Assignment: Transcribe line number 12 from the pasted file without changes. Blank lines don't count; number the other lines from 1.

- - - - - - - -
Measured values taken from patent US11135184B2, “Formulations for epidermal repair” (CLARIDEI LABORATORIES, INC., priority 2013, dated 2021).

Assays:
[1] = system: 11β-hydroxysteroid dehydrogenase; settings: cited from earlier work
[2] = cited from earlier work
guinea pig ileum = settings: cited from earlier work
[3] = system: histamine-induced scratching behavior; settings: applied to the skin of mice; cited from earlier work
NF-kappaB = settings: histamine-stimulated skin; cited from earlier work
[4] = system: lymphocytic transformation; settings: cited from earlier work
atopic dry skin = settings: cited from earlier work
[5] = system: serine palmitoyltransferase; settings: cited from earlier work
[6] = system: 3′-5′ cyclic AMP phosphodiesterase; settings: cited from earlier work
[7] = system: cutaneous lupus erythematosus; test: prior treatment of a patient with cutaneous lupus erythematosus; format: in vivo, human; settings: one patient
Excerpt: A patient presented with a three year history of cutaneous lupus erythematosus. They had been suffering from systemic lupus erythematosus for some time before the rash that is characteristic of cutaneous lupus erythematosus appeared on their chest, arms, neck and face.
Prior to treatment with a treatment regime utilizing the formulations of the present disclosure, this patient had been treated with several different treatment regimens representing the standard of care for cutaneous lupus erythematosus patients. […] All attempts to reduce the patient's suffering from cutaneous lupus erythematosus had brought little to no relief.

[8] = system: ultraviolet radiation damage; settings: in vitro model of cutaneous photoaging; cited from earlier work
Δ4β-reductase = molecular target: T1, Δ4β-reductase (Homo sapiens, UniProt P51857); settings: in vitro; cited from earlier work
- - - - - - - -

[7] = system: cutaneous lupus erythematosus; test: prior treatment of a patient with cutaneous lupus erythematosus; format: in vivo, human; settings: one patient